Seaweed Spawns Solutions to Stem Cell Storage and Treatment - European Medical Journal

Seaweed Spawns Solutions to Stem Cell Storage and Treatment

1 Mins

PARAMEDICS and physicians will soon see a cost-effective solution to stem cell use through the pragmatic use of seaweed to treat wounds, particularly in emergency situations such as battlefields.

Alginate, a natural extract of seaweed, is commonly used independently in the cosmetic, healthcare, and food industries. Stem cells, on the other hand, are difficult to put to practical use. Their survival is constrained by environmental conditions; cultured cells require lab conditions of 37°C, atmospheric oxygen, and 5% carbon dioxide. Now, a team from the University of Newcastle (NCL), Newcastle upon Tyne, UK, have found a smart solution to the problem.

Adipose-derived mesenchymal stem cells have impressive healing properties, such as reducing inflammation and increasing rates of wound closure. Harnessing the power of alginate, the study demonstrated an easy, low-cost way of retaining these properties outside of the lab dish.

The key to prolonged stem storage is the encapsulation of the cells in an alginate gel extracted from brown seaweed, which effectively protects them from the external environment. Unprotected stem cells typically begin lysing (expanding to the point of destruction) in ≤1 day. The corset-like mode of alginate storage constricts the stem cells, countering this process. The study found that, under temperatures ranging from 4–21°C, stem cell life was prolonged by more than 3 days when stored in the alginate gel, with 90% of cells remaining viable for use.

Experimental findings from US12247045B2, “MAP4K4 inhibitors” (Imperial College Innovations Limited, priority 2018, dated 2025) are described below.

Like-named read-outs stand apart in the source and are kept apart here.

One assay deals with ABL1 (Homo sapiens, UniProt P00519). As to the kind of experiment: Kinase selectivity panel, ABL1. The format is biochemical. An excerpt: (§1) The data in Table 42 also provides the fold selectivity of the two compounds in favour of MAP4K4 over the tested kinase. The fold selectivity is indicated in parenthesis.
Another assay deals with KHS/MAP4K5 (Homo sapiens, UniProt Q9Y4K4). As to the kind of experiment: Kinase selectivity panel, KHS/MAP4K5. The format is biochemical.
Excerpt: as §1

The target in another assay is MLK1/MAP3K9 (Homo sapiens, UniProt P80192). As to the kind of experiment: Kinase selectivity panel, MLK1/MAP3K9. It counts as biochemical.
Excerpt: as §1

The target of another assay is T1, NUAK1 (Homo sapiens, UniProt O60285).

The alginate solution, dubbed ‘Stem-gell’, can be combined and placed in a vial of calcium chloride to form a gel comprised of tiny cross-linked beads, or it can be moulded to form a film or pad ideal for use in plasters and bandages. The chemicals produced by the stored stem cells then begin work on the healing and closure of a wound. “One circular disc just an inch in diameter was demonstrated in our study to effectively preserve a million stem cells and could easily contain up to 10 million,” said Dr Stephen Swioklo, Research Associate, Institute of Genetic Medicine, NCL.

Stem-gell has the potential to innovate therapeutics and healing across the board, and a particularly exciting prospect arises with the notion of cell printing; doctor’s surgeries which are able to print tissues at will from stem cells stored in alginate gel is something that is foreseeable in the not-so-distant future.


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